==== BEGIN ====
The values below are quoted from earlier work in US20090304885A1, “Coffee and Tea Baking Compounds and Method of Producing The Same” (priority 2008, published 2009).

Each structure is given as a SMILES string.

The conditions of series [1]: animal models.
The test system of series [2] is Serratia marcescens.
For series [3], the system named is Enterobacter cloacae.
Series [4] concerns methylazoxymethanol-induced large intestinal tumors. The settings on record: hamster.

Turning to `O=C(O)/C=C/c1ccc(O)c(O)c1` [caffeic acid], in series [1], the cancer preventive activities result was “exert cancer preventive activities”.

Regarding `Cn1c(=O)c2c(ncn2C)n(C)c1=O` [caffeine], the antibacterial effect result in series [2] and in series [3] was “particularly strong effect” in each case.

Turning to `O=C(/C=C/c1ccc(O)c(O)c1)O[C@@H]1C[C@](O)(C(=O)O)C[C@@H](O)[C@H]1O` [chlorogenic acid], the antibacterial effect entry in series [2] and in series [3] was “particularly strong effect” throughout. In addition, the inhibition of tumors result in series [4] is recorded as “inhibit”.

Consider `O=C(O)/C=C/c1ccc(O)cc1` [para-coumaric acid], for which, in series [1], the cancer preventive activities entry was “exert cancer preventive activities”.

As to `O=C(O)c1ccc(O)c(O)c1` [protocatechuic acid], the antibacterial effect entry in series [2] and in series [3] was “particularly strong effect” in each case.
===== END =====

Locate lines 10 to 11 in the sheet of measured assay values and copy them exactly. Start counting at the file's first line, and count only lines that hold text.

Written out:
Consider `O=C(O)/C=C/c1ccc(O)cc1` [para-coumaric acid], for which, in series [1], the cancer preventive activities entry was “exert cancer preventive activities”.

As to `O=C(O)c1ccc(O)c(O)c1` [protocatechuic acid], the antibacterial effect entry in series [2] and in series [3] was “particularly strong effect” in each case.